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Title: The context and practice of community treatment programmes for child sexual abusers in England and Wales
Author: Davidson, Julia C.
Awarding Body: London School of Economics and Political Science (University of London)
Current Institution: London School of Economics and Political Science (University of London)
Date of Award: 2002
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This research has sought to explore the theoretical context of community treatment programmes for those convicted of sexual offences against children in the United Kingdom. The aim was also to explore the application of this theoretical framework to one such programme run by a probation service. The research was longitudinal employing a combination of methodological techniques. Psychometric testing and Ninety seven depth interviews were employed with a small group of offenders over a period of four years in order to explore the impact of the programme. Offender accounts of offence circumstance were compared to victim statements and other records; semi-structured interviews were undertaken with practitioners. A review of the literature regarding the historical and legislative context of work with child sexual abusers and the validity of the theoretical framework guiding cognitive behavioural work was undertaken. The research largely supports the theoretical basis of such work. The findings suggest that child sexual abusers; have a tendency to attribute blame to offence circumstances and victims; probably have enduring low self esteem from childhood; tend to be socially isolated both in childhood and in adulthood, and are often ostracised by family and friends as a consequence of their offending; experience problematic relations with others from an early age; are likely to be emotionally, physically or sexually abused as children. The treatment programme was successful in addressing blame attribution, there was greater congruence between victim and offender accounts of offence circumstance at the end of the research. Government legislation for this offender group has become increasingly punitive, seeking simultaneously to monitor and control, with no provision for therapeutic work on termination of a probation order or custodial sentence.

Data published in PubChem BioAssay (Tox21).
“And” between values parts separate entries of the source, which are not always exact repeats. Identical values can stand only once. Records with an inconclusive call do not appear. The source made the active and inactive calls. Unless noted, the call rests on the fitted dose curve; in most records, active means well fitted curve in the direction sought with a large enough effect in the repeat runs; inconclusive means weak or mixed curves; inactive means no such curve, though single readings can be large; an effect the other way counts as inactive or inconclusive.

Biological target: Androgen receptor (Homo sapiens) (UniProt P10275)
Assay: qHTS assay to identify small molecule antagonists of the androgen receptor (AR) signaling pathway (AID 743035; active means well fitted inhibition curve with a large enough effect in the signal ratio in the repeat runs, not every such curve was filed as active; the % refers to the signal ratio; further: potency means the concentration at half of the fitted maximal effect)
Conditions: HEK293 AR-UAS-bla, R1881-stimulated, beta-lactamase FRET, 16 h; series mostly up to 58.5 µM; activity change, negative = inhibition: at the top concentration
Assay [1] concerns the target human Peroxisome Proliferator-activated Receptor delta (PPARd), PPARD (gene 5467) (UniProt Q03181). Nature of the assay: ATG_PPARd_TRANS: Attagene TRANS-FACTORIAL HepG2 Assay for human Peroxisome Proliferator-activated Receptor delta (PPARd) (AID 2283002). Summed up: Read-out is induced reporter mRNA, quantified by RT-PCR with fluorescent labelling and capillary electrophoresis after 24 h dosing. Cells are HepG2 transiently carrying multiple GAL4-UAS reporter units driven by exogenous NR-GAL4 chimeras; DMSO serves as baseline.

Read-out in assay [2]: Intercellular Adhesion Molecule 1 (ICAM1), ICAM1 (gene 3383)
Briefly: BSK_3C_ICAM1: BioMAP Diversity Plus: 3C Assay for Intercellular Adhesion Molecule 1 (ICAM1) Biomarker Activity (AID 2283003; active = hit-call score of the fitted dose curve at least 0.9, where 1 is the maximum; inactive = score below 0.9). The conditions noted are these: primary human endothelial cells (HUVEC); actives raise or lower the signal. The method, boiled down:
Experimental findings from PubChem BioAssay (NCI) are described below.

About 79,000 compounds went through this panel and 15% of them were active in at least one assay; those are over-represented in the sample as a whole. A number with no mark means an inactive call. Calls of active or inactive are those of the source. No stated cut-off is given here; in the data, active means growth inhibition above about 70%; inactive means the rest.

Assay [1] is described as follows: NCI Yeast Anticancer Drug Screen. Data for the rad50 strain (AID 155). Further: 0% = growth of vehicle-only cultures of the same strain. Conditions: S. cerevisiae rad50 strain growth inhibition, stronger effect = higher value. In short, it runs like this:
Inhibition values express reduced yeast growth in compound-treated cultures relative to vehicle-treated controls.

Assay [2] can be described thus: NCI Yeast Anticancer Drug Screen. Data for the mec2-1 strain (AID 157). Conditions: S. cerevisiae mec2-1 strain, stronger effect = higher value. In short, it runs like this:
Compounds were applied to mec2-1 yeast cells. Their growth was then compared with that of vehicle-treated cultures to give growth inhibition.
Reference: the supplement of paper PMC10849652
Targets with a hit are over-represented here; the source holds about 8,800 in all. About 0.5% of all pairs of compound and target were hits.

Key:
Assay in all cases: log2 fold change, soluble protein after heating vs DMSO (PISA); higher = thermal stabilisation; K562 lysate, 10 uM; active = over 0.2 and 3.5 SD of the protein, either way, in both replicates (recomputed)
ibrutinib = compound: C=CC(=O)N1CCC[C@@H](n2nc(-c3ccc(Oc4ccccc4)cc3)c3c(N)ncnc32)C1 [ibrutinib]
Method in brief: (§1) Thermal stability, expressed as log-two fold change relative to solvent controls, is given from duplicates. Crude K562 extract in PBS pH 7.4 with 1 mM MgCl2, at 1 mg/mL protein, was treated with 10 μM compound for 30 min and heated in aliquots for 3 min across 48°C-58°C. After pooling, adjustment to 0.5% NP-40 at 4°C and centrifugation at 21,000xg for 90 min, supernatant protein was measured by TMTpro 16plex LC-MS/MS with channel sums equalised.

Supervisor: Not available Sponsor: Not available
Qualification Name: Thesis (Ph.D.) Qualification Level: Doctoral
EThOS ID:  DOI: Not available